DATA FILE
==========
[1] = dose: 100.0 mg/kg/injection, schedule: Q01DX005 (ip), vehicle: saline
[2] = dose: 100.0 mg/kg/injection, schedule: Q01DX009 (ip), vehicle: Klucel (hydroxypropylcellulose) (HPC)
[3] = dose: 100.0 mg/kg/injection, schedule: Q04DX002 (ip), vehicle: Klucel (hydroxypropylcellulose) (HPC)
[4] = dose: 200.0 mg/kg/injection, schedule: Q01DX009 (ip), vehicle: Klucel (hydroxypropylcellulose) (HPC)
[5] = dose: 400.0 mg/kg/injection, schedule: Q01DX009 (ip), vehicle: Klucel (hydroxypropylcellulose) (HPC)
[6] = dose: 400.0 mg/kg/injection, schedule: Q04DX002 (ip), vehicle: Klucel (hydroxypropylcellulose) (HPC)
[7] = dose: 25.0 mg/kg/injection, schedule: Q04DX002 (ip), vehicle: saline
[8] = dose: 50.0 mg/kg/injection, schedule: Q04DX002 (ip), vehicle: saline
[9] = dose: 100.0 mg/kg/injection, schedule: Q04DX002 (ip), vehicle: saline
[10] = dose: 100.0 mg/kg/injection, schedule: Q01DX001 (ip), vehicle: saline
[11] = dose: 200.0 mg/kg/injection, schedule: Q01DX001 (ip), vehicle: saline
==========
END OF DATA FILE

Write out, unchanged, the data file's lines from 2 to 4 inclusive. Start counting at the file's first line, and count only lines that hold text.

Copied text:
[2] = dose: 100.0 mg/kg/injection, schedule: Q01DX009 (ip), vehicle: Klucel (hydroxypropylcellulose) (HPC)
[3] = dose: 100.0 mg/kg/injection, schedule: Q04DX002 (ip), vehicle: Klucel (hydroxypropylcellulose) (HPC)
[4] = dose: 200.0 mg/kg/injection, schedule: Q01DX009 (ip), vehicle: Klucel (hydroxypropylcellulose) (HPC)